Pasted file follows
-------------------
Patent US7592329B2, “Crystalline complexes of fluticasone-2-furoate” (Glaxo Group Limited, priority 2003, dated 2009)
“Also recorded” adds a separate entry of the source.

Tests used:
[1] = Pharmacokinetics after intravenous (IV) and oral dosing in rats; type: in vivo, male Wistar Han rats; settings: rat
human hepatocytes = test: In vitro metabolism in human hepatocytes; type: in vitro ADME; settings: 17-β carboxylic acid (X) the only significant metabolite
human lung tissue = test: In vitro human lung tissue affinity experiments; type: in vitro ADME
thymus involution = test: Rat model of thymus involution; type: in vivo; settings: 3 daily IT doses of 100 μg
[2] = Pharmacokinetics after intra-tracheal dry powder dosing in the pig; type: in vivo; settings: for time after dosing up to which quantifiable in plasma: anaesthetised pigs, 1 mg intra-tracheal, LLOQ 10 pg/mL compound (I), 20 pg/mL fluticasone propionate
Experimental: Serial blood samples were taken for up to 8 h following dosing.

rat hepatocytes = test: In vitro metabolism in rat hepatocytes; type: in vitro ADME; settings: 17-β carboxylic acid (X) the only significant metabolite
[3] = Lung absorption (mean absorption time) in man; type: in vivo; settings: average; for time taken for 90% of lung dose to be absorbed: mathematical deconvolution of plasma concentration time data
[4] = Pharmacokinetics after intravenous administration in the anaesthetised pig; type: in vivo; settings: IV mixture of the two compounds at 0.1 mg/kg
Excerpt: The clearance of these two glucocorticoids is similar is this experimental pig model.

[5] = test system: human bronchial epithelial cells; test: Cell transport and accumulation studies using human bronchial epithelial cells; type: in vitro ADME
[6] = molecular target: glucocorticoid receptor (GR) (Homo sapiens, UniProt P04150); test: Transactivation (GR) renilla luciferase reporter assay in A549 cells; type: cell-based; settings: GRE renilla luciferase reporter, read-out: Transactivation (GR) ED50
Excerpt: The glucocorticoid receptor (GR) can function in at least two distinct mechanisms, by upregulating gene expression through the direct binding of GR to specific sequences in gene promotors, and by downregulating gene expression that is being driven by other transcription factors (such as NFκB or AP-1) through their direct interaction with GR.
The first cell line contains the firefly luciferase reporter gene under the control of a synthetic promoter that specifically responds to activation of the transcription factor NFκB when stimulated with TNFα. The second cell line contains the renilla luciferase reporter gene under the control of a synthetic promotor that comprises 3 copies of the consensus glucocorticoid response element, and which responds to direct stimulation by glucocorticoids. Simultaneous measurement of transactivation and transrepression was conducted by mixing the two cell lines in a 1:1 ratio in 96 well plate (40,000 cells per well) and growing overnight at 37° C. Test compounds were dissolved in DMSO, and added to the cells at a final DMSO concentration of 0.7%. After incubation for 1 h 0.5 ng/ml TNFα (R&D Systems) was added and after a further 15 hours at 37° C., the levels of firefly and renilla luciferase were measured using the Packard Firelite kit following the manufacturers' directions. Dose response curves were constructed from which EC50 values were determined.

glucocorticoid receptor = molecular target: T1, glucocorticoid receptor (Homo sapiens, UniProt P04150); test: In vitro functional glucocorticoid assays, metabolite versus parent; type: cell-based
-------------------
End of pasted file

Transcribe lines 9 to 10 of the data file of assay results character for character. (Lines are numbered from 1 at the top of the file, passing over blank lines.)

Experimental: Serial blood samples were taken for up to 8 h following dosing.

rat hepatocytes = test: In vitro metabolism in rat hepatocytes; type: in vitro ADME; settings: 17-β carboxylic acid (X) the only significant metabolite